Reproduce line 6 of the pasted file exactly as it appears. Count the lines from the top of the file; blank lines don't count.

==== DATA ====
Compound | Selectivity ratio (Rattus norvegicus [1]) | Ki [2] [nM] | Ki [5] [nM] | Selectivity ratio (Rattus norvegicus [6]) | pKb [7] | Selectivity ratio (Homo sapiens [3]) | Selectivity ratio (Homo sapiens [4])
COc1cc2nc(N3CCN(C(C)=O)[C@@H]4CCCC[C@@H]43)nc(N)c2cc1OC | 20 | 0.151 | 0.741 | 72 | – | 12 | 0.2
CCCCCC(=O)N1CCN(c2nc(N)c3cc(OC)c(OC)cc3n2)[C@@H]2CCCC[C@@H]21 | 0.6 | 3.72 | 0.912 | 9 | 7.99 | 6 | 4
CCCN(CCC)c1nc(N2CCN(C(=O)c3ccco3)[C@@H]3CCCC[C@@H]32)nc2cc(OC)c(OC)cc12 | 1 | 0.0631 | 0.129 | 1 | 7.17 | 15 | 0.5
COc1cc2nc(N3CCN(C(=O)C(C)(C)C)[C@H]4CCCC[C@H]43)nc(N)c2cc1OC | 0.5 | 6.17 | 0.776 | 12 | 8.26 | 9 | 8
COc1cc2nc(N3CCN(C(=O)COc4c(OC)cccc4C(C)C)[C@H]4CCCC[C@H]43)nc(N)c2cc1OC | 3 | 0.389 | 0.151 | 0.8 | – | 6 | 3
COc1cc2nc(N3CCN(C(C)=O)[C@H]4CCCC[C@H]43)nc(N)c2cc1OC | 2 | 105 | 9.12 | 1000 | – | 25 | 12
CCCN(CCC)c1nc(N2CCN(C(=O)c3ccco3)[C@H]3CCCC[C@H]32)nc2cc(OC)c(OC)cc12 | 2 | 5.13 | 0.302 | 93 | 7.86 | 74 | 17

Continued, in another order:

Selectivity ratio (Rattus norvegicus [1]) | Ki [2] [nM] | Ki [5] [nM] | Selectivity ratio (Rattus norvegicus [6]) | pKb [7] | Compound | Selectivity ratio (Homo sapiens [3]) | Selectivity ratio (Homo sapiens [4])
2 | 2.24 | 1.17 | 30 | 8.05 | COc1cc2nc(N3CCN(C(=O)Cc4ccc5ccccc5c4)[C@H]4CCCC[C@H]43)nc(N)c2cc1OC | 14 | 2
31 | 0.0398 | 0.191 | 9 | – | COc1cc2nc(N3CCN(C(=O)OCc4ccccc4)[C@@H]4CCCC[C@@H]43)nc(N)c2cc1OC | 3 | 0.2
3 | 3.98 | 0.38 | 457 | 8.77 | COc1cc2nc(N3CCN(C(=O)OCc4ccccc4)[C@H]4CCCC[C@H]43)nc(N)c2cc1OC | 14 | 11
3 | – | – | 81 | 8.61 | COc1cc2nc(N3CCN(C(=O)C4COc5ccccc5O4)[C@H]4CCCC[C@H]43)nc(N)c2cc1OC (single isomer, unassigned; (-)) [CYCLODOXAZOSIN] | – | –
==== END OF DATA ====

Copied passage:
COc1cc2nc(N3CCN(C(=O)COc4c(OC)cccc4C(C)C)[C@H]4CCCC[C@H]43)nc(N)c2cc1OC | 3 | 0.389 | 0.151 | 0.8 | – | 6 | 3